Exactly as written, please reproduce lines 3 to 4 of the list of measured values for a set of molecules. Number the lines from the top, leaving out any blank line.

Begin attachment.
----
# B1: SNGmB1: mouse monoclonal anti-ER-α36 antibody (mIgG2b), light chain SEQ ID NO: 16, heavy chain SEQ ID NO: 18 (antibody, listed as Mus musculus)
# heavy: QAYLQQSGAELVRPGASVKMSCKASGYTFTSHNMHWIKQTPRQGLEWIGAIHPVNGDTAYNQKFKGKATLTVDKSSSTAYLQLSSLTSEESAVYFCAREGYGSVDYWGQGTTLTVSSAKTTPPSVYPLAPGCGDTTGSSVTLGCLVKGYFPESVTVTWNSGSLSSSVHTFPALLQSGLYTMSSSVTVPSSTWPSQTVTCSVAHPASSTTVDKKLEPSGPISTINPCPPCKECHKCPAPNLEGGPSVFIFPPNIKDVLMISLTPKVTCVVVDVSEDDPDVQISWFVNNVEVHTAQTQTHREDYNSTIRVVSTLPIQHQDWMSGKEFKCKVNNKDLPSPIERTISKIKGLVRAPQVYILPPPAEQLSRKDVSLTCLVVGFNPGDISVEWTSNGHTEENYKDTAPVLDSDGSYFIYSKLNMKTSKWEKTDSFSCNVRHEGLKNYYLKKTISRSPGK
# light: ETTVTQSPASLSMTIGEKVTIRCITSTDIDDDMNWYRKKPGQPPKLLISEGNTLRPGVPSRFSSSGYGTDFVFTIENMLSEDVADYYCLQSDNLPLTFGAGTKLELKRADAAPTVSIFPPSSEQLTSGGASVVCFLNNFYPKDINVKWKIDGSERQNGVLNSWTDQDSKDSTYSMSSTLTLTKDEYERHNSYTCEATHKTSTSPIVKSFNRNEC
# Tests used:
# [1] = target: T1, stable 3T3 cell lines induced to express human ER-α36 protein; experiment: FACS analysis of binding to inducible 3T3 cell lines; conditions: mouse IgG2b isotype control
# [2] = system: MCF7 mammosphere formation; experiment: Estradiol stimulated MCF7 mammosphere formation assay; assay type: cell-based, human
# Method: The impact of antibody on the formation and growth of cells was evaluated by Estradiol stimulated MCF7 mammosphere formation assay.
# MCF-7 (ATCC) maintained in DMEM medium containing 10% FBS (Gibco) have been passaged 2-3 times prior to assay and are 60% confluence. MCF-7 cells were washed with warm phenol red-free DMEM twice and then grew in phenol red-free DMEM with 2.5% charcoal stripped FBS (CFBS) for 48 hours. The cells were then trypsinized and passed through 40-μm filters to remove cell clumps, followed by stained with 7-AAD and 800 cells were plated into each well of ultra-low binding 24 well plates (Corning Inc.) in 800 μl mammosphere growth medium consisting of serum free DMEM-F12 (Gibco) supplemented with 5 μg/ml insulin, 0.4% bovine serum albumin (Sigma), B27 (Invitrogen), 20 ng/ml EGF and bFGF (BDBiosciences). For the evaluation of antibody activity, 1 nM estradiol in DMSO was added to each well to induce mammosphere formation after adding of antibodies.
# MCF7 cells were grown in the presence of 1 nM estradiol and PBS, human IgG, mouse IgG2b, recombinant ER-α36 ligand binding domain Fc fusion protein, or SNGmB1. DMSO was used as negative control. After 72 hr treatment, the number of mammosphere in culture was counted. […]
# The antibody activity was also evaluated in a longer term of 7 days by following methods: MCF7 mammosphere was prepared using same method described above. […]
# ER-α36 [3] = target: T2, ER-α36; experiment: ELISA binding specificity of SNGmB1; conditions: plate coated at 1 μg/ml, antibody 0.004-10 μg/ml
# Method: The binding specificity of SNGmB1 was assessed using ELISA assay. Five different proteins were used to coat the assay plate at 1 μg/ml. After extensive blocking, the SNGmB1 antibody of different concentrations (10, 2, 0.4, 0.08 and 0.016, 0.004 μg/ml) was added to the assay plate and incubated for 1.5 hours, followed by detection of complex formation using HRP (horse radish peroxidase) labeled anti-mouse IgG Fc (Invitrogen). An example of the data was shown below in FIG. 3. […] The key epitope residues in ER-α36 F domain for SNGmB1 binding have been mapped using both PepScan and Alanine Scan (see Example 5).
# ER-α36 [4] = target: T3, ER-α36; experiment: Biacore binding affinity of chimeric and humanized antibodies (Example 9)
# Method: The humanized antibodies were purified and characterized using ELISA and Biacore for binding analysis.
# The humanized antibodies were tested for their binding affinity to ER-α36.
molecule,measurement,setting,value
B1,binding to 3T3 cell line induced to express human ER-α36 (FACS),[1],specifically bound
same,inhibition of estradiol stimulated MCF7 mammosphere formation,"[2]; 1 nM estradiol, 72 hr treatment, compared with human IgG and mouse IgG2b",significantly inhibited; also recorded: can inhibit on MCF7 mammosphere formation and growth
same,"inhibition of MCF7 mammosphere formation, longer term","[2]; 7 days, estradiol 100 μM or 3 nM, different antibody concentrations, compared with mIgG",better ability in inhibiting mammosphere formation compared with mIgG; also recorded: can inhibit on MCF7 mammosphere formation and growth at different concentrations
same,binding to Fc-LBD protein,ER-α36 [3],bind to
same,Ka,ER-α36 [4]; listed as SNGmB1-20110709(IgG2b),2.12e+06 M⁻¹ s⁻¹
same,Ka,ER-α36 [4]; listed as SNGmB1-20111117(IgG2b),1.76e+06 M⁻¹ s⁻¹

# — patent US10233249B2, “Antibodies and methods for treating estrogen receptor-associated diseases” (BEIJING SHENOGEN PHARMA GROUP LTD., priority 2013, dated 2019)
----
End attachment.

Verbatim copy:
# light: ETTVTQSPASLSMTIGEKVTIRCITSTDIDDDMNWYRKKPGQPPKLLISEGNTLRPGVPSRFSSSGYGTDFVFTIENMLSEDVADYYCLQSDNLPLTFGAGTKLELKRADAAPTVSIFPPSSEQLTSGGASVVCFLNNFYPKDINVKWKIDGSERQNGVLNSWTDQDSKDSTYSMSSTLTLTKDEYERHNSYTCEATHKTSTSPIVKSFNRNEC
# Tests used: